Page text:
Former Olympus boss guilty of cover-up25/09/2012 - 07:39:15
Former Olympus president Tsuyoshi Kikukawa admitted guilt today over a cover-up scandal of massive investment losses at the top Japanese camera and medical equipment company.
The scandal emerged last year when Michael Woodford, the British chief executive who turned whistleblower, raised questions about payments for financial advice and dubious acquisitions. Mr Woodford was then sacked.
Tokyo prosecutors have charged the company, Kikukawa and other officials, arrested in February, with breaking laws regulating securities exchanges by falsifying company financial statements.
If found guilty, individuals face up to 10 years in prison, a €99,000 fine, or both. The company can be penalised with a fine of up to €6.8m.
Olympus has said it hid €1.1bn in investment losses going back to the 1990s.
"There is no mistake. The entire responsibility lies with me,'' Kikukawa told the Tokyo court.
Three other Olympus executives also pleaded guilty and the company also entered a guilty plea.
Kikukawa read from a piece of paper and apologised for ``all the troubles caused to investors, customers, employees and the general public''.
Prosecutors outlined in detail the elaborate schemes concocted over the years, using overseas bank accounts, paper companies and transactions it controlled behind-the-scenes, all to keep massive losses off the company books for years.
Kikukawa, who also served as chairman at Olympus, wore a dark suit and kept his head down as the charges were read to the court, which was packed with reporters and members of the public who had drawn lots to listen in. He said he had often pondered coming forward with the wrongdoing but could not do it.
The Olympus scandal has tarnished the reputation not only of a once prized manufacturer but also of Japan Inc as the nation struggles to improve in corporate governance.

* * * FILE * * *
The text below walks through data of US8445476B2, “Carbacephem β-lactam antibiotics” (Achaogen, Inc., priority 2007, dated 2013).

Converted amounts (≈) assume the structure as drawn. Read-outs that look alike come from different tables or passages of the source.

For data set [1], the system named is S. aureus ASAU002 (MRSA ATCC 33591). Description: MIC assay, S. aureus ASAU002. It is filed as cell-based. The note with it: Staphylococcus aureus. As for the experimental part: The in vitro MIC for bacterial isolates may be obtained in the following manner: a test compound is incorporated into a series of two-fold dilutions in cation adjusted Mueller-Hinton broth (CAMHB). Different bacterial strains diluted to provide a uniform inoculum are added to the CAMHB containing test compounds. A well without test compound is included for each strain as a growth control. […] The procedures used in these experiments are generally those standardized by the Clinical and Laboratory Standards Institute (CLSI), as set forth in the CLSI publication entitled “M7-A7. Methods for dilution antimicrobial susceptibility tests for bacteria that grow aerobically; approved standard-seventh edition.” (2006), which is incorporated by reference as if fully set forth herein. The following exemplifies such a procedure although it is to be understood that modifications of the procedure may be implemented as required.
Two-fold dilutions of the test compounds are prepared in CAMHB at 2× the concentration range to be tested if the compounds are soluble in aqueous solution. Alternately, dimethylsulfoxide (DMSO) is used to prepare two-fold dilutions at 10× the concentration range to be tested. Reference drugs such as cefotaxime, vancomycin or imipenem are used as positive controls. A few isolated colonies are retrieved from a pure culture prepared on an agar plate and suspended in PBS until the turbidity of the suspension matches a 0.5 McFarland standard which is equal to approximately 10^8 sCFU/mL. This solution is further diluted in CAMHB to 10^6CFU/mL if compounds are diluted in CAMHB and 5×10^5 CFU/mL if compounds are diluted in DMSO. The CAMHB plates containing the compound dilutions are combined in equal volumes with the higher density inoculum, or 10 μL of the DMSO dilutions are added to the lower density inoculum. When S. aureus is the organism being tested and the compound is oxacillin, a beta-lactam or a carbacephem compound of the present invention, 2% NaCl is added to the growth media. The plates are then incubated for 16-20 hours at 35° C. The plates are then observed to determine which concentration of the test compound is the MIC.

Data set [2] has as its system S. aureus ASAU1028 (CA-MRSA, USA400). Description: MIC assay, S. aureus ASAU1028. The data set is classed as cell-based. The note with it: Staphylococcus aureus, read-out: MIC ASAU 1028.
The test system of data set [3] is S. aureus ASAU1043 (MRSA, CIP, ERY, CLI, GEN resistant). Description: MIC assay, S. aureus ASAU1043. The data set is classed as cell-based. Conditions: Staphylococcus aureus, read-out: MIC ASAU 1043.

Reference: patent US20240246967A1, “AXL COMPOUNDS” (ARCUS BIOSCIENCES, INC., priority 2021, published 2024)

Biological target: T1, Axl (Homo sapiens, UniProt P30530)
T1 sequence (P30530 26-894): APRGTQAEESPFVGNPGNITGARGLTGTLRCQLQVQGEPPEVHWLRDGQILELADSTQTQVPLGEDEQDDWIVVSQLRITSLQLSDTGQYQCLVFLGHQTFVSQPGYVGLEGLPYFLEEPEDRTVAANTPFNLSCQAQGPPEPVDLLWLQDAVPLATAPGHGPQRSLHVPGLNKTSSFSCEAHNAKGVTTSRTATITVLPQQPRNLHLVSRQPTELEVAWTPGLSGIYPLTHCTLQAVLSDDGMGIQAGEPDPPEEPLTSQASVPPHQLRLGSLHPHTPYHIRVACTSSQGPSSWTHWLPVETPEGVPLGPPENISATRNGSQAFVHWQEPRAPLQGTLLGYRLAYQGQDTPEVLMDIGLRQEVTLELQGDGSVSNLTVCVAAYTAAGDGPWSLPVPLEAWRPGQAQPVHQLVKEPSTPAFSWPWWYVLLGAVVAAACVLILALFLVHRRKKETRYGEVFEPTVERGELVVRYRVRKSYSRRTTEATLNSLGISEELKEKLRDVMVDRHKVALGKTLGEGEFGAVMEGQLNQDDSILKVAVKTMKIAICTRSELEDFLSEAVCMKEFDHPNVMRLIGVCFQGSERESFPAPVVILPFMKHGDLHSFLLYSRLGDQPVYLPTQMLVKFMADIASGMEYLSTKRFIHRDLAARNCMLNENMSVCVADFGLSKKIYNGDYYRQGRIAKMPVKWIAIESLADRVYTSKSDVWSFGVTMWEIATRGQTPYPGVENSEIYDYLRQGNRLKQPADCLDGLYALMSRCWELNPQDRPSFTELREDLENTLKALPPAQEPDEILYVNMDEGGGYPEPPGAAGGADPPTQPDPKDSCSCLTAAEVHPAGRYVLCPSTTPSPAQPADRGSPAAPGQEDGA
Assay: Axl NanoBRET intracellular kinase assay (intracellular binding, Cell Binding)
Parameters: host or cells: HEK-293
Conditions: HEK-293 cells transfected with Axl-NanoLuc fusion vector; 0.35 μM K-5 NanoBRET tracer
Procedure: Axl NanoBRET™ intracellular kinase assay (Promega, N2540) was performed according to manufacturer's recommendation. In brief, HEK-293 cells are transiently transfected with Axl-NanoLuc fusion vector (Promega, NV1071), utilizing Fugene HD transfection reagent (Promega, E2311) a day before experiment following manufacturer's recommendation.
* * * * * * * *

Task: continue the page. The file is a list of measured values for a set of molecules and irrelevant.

Mr Woodford, one of a handful of foreigners to lead a major Japanese company, was a key player in bringing the scandal to light.
He has emerged as a hero in Japan, where outspoken people are rare and whistleblowers are routinely treated as outcasts. He has consistently defended Olympus products and the honesty of the rank-and-file workforce, while slamming Kikukawa and others at the top.
Mr Woodford initially tried to make a comeback at the company, but had to give it up when he learned that through a system of cross-shareholdings, management had a lock over appointments.
But he sued in a British court, accusing Olympus of unlawful firing and discrimination, and won a €12m settlement from Olympus in June.
In his new book, to be published in November, Mr Woodford tells the story of his nightmarish treatment at Olympus. He also speaks out against Japanese corporate culture that he says sacrifices competence and transparency for apparent stability, while ruthlessly destroying “the nail that sticks out”.
Olympus, which is suing Kikukawa for damages, carried out investigations into the scandal and admitted to various fraudulent schemes.
The company barely avoided being delisted from the Tokyo Stock Exchange last year by filing corrected earnings for the previous five fiscal years. Its stock has plunged and has not recovered to levels before the scandal.
Japanese electronics and entertainment conglomerate Sony, eager to bring Olympus’ endoscope and camera business under its wing, has hinted it may invest in Olympus. The courtroom apology from Kikukawa may work as a plus for such a deal in helping draw a close to the scandal.
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